Araneomorphae facts for kids
The Araneomorphae are the kinds of spiders that humans most often see around their homes and gardens. They are different from the Mygalomorphae, the group of spiders that includes the tarantulas (also called "bird-eating spider"). There is a third group of spiders that is extremely ancient and now has few species remaining. It is called the Mesothelae.
Note the difference in the orientations of the fangs of the two spiders below, representatives of the Mygalomorphae and the Araneomorphae.
Atrax robustus (a member of the Hexathelidae) is making a threat display, and by so doing shows very clearly the orientation of its fangs, which go up and down, parallel to the long axis of the spider's body. So it is a representative of the suborder Mygalomorphae, not Araneomorphae.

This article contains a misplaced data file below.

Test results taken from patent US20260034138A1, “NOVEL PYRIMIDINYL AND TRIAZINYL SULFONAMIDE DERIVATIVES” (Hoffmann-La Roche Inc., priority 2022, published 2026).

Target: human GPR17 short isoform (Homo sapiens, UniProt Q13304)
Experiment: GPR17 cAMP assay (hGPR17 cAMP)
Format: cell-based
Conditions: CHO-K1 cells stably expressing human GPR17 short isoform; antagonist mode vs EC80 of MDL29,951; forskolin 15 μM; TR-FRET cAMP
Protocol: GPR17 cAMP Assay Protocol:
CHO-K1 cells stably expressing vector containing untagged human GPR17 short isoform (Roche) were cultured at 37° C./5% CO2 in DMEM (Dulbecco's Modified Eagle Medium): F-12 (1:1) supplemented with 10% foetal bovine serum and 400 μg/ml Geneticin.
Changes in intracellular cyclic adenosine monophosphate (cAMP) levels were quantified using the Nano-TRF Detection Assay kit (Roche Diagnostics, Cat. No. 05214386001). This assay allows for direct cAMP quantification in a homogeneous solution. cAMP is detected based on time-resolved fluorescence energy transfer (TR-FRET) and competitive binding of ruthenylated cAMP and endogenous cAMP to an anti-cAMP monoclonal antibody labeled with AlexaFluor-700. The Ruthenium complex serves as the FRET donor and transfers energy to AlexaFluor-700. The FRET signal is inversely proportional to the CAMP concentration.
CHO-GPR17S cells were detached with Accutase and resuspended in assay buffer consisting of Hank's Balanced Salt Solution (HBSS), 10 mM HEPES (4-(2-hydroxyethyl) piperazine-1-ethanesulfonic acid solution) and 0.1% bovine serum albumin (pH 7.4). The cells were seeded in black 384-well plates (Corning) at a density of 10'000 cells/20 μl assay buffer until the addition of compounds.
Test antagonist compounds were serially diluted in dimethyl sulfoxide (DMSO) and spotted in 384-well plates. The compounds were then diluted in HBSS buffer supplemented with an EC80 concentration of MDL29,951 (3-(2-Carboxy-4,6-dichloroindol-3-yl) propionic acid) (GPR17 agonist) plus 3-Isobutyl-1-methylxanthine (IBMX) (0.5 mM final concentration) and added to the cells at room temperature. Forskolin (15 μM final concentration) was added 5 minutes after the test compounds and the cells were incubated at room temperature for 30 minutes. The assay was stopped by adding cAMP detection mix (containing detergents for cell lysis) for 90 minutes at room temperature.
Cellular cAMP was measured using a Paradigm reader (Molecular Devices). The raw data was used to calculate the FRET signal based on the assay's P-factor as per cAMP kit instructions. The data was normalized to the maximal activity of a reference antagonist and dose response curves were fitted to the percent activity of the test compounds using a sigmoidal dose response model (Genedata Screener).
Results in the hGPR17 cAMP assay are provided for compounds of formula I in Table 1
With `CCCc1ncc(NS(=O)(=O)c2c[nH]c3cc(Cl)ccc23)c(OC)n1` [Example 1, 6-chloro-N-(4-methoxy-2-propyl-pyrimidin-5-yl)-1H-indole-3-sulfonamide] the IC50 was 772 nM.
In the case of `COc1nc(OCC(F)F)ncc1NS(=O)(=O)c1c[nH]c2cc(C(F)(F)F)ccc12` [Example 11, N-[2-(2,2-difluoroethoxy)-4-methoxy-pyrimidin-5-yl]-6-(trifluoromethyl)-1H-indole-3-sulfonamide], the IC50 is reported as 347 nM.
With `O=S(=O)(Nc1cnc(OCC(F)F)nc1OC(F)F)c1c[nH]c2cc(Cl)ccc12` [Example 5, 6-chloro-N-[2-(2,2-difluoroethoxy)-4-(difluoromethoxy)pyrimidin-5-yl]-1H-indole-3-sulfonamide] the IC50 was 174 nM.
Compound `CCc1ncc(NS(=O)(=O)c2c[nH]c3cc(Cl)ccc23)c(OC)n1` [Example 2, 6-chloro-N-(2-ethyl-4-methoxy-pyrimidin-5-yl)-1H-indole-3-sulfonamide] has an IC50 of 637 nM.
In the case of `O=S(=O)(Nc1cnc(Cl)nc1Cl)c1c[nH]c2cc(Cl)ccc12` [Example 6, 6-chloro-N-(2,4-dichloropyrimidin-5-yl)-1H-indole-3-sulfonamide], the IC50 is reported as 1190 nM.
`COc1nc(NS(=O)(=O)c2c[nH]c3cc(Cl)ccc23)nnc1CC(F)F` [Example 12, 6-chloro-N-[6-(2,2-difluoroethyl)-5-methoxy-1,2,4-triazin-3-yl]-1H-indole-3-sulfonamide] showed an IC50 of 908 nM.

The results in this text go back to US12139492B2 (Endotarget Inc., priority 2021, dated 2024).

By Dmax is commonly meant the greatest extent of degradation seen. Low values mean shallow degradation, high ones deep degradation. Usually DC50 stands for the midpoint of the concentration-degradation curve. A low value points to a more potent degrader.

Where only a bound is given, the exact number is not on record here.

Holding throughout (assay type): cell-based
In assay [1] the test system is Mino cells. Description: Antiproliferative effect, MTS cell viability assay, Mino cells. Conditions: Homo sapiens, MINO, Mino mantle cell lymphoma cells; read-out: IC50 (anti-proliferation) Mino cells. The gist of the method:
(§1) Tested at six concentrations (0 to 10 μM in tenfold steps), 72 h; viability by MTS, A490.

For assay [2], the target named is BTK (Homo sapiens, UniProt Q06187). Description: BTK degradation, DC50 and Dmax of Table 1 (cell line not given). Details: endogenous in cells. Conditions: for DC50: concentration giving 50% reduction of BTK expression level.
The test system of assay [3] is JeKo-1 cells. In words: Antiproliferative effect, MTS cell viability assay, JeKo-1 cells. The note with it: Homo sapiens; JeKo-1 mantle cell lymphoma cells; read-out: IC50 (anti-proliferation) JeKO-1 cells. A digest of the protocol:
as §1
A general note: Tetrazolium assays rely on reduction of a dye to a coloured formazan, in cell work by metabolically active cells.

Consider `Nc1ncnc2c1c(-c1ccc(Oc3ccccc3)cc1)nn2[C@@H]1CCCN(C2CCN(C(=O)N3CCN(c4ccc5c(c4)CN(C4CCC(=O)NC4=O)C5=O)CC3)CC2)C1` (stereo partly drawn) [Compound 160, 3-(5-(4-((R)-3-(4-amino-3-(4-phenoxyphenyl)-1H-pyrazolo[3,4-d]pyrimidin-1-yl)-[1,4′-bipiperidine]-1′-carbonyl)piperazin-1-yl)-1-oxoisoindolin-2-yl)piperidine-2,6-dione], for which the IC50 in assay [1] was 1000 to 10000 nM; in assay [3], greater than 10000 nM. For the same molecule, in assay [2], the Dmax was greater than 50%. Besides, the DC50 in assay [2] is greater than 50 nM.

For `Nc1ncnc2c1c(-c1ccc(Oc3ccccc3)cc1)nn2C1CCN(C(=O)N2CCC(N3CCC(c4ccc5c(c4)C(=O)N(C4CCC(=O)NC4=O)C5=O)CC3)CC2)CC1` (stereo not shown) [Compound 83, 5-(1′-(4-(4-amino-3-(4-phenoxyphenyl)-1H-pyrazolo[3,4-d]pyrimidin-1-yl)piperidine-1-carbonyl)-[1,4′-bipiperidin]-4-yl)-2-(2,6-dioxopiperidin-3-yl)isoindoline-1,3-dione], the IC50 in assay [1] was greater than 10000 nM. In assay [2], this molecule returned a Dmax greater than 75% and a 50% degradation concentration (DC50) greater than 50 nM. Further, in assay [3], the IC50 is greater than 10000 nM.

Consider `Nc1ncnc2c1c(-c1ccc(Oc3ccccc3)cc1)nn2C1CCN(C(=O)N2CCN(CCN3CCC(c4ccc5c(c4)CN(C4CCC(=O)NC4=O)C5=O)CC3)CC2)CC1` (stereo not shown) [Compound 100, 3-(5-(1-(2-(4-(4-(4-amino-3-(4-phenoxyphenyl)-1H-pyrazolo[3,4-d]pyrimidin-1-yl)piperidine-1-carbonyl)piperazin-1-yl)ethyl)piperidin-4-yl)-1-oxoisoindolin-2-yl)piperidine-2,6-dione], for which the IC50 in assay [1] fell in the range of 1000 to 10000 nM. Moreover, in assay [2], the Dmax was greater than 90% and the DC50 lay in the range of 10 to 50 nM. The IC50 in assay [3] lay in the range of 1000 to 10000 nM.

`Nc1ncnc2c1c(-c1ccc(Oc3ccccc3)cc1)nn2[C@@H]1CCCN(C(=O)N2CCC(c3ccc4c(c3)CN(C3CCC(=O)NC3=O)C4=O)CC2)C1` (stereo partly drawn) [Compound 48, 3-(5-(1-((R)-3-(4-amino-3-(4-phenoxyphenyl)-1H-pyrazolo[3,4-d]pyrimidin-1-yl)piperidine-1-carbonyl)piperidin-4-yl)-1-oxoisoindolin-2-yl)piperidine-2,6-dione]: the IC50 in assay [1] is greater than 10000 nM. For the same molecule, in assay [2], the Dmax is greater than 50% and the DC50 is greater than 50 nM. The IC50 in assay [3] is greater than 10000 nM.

In Araneomorphae, the fangs slope towards each other, giving these spiders many more possibilities than Mygalomorphae, which can only bite top down.
Unlike Mygalomorphae, which can live for up to 25 years, most Araneomorphae die after about a year.
The vast majority of extant spider species are included in this group. The exceptions belong to the infraorder Mygalomorphae, which includes tarantulas, trapdoor spiders and several families of funnel-web spiders, and the suborder Mesothelae, which includes about 100 species living in Asia. The Araneomorphae include the orb-weaver spiders, the cobweb spiders, the crab spiders, the jumping spiders, the wolf spiders, and the large huntsman spiders.
Images for kids
This Atrax robustus shows the orientation of Myglamorphae fangs.
Araneomorphae Facts for Kids. Kiddle Encyclopedia.